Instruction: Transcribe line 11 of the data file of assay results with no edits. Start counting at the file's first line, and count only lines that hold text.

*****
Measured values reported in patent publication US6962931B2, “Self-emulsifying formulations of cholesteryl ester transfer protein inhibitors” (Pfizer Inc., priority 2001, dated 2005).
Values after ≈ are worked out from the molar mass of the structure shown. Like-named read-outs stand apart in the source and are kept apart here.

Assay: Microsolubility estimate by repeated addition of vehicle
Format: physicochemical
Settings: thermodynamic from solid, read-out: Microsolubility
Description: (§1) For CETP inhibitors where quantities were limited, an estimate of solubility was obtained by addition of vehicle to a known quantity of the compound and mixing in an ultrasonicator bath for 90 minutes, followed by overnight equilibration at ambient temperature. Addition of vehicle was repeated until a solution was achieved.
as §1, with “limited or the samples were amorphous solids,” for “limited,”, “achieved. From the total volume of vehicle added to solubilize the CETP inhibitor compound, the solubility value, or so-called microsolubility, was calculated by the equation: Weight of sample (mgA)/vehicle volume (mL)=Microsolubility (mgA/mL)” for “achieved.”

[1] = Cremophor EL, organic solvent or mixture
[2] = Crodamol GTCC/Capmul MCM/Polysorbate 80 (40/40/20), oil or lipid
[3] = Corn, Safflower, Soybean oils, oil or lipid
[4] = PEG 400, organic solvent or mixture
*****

[4] = PEG 400, organic solvent or mixture